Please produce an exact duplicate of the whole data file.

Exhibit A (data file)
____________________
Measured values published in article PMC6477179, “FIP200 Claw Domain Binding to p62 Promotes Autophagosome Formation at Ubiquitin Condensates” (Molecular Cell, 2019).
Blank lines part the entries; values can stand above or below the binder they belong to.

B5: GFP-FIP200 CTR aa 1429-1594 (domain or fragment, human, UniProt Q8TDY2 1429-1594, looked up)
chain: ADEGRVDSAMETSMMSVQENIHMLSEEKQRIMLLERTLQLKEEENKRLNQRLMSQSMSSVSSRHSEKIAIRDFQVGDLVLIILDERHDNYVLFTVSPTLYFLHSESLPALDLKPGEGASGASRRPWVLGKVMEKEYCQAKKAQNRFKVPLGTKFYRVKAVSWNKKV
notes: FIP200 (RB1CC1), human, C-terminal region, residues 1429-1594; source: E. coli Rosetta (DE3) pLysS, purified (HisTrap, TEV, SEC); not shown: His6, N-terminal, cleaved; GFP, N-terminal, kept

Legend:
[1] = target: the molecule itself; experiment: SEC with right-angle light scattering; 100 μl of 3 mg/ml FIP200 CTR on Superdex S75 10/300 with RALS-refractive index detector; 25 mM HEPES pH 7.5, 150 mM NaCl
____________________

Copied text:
Measured values published in article PMC6477179, “FIP200 Claw Domain Binding to p62 Promotes Autophagosome Formation at Ubiquitin Condensates” (Molecular Cell, 2019).
Blank lines part the entries; values can stand above or below the binder they belong to.

B5: GFP-FIP200 CTR aa 1429-1594 (domain or fragment, human, UniProt Q8TDY2 1429-1594, looked up)
chain: ADEGRVDSAMETSMMSVQENIHMLSEEKQRIMLLERTLQLKEEENKRLNQRLMSQSMSSVSSRHSEKIAIRDFQVGDLVLIILDERHDNYVLFTVSPTLYFLHSESLPALDLKPGEGASGASRRPWVLGKVMEKEYCQAKKAQNRFKVPLGTKFYRVKAVSWNKKV
notes: FIP200 (RB1CC1), human, C-terminal region, residues 1429-1594; source: E. coli Rosetta (DE3) pLysS, purified (HisTrap, TEV, SEC); not shown: His6, N-terminal, cleaved; GFP, N-terminal, kept

Legend:
[1] = target: the molecule itself; experiment: SEC with right-angle light scattering; 100 μl of 3 mg/ml FIP200 CTR on Superdex S75 10/300 with RALS-refractive index detector; 25 mM HEPES pH 7.5, 150 mM NaCl